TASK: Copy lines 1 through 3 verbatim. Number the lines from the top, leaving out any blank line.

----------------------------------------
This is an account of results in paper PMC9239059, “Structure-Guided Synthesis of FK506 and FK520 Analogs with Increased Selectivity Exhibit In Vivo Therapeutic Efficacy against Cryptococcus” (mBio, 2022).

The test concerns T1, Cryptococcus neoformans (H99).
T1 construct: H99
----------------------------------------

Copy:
This is an account of results in paper PMC9239059, “Structure-Guided Synthesis of FK506 and FK520 Analogs with Increased Selectivity Exhibit In Vivo Therapeutic Efficacy against Cryptococcus” (mBio, 2022).

The test concerns T1, Cryptococcus neoformans (H99).
T1 construct: H99